Monday, June 4, 2012 5:28am CDT

55 degrees F     Cloudy     Calm
Sunrise  5:26am     Sunset  8:56pm 
Our little loon chick has already had a full and eventful life even though he is still less than a day old.
He has just peeked out from under the loon to look at his first early morning dawn.
He has already been for a swim last night.  He has heard the frantic calls from his parents who were concerned that a pontoon had gotten too close for their comfort.  He learned how to get back up on the safety of the nest to spend the night under a sheltering wing.
For being less than a day old, he has already had a full life.
Now we wait for the second egg to hatch.
Or has it already hatched?
It is impossible to tell until the loon gives us a look of what it is hiding underneath its body.
It is impossible to tell the difference between the twitches of a little loon moving under the loon from those of a second little loon trying to make its way out of the egg.
So we have to just wait to see if we have a second chick yet.
If the second egg has not hatched, I would expect that it will probably hatch today.
Then we should prepare for something that is difficult to watch.  That is the fight between the two chicks.  It seems to almost always happen.  There is only one year on this nest that I did not see it happen.  It is a fight for dominance and what we blithely call 'the pecking order'.
But I will warn you that it is difficult to watch.
You will think that they are actually going to kill each other they go at it so hard.  But I have yet to see them do any real damage.  And once the fight is over, it seems to be over.  And the chicks seem perfectly content with each other and get along just fine.
It is interesting that we had a fresh yellow iris for the arrival of the chick yesterday morning.  And now this morning there is a new yellow iris that has bloomed hopefully for a new chick today.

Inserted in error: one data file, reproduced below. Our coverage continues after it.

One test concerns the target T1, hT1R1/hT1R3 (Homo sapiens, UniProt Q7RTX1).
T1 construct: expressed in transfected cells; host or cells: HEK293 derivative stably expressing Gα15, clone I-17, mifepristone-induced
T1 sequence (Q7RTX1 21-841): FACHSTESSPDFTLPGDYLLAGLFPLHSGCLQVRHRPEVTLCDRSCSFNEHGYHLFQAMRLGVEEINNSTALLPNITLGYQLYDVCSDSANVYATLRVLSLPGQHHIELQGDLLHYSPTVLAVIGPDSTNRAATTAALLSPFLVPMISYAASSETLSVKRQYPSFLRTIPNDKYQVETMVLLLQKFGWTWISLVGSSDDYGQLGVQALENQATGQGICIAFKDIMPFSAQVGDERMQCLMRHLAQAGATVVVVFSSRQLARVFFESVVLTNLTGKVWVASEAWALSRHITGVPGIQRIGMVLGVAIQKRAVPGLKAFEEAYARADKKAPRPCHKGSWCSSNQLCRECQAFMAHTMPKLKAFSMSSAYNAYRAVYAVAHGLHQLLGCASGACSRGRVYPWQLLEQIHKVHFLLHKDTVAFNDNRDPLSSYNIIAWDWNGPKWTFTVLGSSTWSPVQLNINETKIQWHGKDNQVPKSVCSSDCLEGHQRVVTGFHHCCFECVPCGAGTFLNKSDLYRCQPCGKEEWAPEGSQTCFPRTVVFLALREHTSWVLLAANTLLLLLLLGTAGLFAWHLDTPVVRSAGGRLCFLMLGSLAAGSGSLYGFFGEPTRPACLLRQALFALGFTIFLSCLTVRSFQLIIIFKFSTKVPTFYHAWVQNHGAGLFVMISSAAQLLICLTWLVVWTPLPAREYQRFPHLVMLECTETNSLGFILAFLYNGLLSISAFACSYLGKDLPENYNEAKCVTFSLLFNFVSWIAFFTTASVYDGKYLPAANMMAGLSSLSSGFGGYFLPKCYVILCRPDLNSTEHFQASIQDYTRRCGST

The first chick was born sometime between 6:09am and 9:25am yesterday morning and probably between 8am and 9:25am.  It is difficult to tell the exact hatching time because we cannot actually see under the loon. The eggs were both definitely still intact shortly after 6am.  Then the cam feed went down for a while from 8 to 9.
By 9:25am there was a definite view of a new little chick.  Here is one picture captured by faithful viewer Pegaloon.
As you can see from the picture, the new little loon chick is laying next to the left wing of the parent, totally exhausted.
It doesn't even look like the chick has dried out yet.  This picture was taken at 9:29am CDT.  And the fact that the chick is not even dry yet leads me to believe that the actual hatch was at or after 9am.  The chick is probably only minutes old at the time of this picture.
So today as we watch for the second chick, it will be difficult to determine exactly at what point it hatches.  Other than if the loon decides to give us a look.  With the first chick under there, movements and twitches of the loon are not a reliable indicator now of hatching.
So today we enjoy the view of our little loon chick.  A view that is ever so brief before it goes in the water for good.
Today promises to be a good day with highs around 80 degrees.  With only slight chance of thunderstorms later on today.
And we wait patiently and with breath held until we see the second little chick free of its now confining eggshell.
The wonder and the miracle continues!
Comments or Questions?   LoonCam(at)yahoo(dot)com
Because of the amount of email, I am not able to answer each one individually.  But I do try to read each one.  And I will try to answer questions from emails here on the blog.
Copyright  2012     Larry Backlund